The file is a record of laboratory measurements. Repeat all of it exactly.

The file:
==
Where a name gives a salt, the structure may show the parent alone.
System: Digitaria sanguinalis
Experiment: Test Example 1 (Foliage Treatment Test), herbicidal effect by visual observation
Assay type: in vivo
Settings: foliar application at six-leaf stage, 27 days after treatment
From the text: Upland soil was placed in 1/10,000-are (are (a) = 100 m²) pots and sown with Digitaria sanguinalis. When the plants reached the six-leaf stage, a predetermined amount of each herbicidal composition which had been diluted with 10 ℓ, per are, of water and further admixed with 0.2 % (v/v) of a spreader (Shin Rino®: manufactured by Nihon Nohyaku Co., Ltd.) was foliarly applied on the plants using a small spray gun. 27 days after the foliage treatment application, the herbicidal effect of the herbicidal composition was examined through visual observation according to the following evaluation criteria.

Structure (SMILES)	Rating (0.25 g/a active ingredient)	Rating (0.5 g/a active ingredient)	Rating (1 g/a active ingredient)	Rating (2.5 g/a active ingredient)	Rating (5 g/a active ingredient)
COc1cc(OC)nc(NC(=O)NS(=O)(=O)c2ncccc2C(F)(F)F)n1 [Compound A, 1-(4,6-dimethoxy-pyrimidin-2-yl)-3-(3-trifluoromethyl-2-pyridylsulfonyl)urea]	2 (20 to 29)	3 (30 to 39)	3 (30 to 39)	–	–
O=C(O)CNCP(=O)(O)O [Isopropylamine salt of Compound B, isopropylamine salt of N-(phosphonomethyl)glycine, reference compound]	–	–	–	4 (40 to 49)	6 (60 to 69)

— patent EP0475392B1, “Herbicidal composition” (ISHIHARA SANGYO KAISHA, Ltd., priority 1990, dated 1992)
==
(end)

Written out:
Where a name gives a salt, the structure may show the parent alone.
System: Digitaria sanguinalis
Experiment: Test Example 1 (Foliage Treatment Test), herbicidal effect by visual observation
Assay type: in vivo
Settings: foliar application at six-leaf stage, 27 days after treatment
From the text: Upland soil was placed in 1/10,000-are (are (a) = 100 m²) pots and sown with Digitaria sanguinalis. When the plants reached the six-leaf stage, a predetermined amount of each herbicidal composition which had been diluted with 10 ℓ, per are, of water and further admixed with 0.2 % (v/v) of a spreader (Shin Rino®: manufactured by Nihon Nohyaku Co., Ltd.) was foliarly applied on the plants using a small spray gun. 27 days after the foliage treatment application, the herbicidal effect of the herbicidal composition was examined through visual observation according to the following evaluation criteria.

Structure (SMILES)	Rating (0.25 g/a active ingredient)	Rating (0.5 g/a active ingredient)	Rating (1 g/a active ingredient)	Rating (2.5 g/a active ingredient)	Rating (5 g/a active ingredient)
COc1cc(OC)nc(NC(=O)NS(=O)(=O)c2ncccc2C(F)(F)F)n1 [Compound A, 1-(4,6-dimethoxy-pyrimidin-2-yl)-3-(3-trifluoromethyl-2-pyridylsulfonyl)urea]	2 (20 to 29)	3 (30 to 39)	3 (30 to 39)	–	–
O=C(O)CNCP(=O)(O)O [Isopropylamine salt of Compound B, isopropylamine salt of N-(phosphonomethyl)glycine, reference compound]	–	–	–	4 (40 to 49)	6 (60 to 69)

— patent EP0475392B1, “Herbicidal composition” (ISHIHARA SANGYO KAISHA, Ltd., priority 1990, dated 1992)